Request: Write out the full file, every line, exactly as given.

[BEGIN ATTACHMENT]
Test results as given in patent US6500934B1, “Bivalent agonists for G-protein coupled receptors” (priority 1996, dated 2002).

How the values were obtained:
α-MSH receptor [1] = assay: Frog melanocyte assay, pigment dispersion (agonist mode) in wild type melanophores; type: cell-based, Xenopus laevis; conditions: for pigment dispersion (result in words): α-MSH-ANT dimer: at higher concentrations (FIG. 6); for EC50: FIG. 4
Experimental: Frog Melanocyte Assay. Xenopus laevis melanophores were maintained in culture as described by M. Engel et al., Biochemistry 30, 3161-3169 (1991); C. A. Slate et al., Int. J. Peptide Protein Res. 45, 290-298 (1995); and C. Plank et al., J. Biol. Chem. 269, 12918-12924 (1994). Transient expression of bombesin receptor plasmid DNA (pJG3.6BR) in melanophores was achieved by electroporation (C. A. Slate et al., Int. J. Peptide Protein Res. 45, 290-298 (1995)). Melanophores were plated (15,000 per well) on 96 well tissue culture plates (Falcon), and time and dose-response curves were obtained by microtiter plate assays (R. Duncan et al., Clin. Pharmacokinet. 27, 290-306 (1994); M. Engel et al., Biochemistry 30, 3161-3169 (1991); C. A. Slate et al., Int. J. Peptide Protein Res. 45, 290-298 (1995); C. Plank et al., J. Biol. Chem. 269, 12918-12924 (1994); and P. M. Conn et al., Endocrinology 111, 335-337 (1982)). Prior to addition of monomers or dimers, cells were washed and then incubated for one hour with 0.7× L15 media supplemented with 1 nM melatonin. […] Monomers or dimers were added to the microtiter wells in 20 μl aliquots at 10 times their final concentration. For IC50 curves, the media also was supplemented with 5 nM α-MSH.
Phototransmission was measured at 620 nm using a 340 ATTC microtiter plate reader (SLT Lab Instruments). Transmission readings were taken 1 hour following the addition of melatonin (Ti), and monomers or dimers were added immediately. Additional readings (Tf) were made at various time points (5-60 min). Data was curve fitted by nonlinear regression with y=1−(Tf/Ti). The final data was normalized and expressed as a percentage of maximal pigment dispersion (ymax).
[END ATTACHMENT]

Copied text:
Test results as given in patent US6500934B1, “Bivalent agonists for G-protein coupled receptors” (priority 1996, dated 2002).

How the values were obtained:
α-MSH receptor [1] = assay: Frog melanocyte assay, pigment dispersion (agonist mode) in wild type melanophores; type: cell-based, Xenopus laevis; conditions: for pigment dispersion (result in words): α-MSH-ANT dimer: at higher concentrations (FIG. 6); for EC50: FIG. 4
Experimental: Frog Melanocyte Assay. Xenopus laevis melanophores were maintained in culture as described by M. Engel et al., Biochemistry 30, 3161-3169 (1991); C. A. Slate et al., Int. J. Peptide Protein Res. 45, 290-298 (1995); and C. Plank et al., J. Biol. Chem. 269, 12918-12924 (1994). Transient expression of bombesin receptor plasmid DNA (pJG3.6BR) in melanophores was achieved by electroporation (C. A. Slate et al., Int. J. Peptide Protein Res. 45, 290-298 (1995)). Melanophores were plated (15,000 per well) on 96 well tissue culture plates (Falcon), and time and dose-response curves were obtained by microtiter plate assays (R. Duncan et al., Clin. Pharmacokinet. 27, 290-306 (1994); M. Engel et al., Biochemistry 30, 3161-3169 (1991); C. A. Slate et al., Int. J. Peptide Protein Res. 45, 290-298 (1995); C. Plank et al., J. Biol. Chem. 269, 12918-12924 (1994); and P. M. Conn et al., Endocrinology 111, 335-337 (1982)). Prior to addition of monomers or dimers, cells were washed and then incubated for one hour with 0.7× L15 media supplemented with 1 nM melatonin. […] Monomers or dimers were added to the microtiter wells in 20 μl aliquots at 10 times their final concentration. For IC50 curves, the media also was supplemented with 5 nM α-MSH.
Phototransmission was measured at 620 nm using a 340 ATTC microtiter plate reader (SLT Lab Instruments). Transmission readings were taken 1 hour following the addition of melatonin (Ti), and monomers or dimers were added immediately. Additional readings (Tf) were made at various time points (5-60 min). Data was curve fitted by nonlinear regression with y=1−(Tf/Ti). The final data was normalized and expressed as a percentage of maximal pigment dispersion (ymax).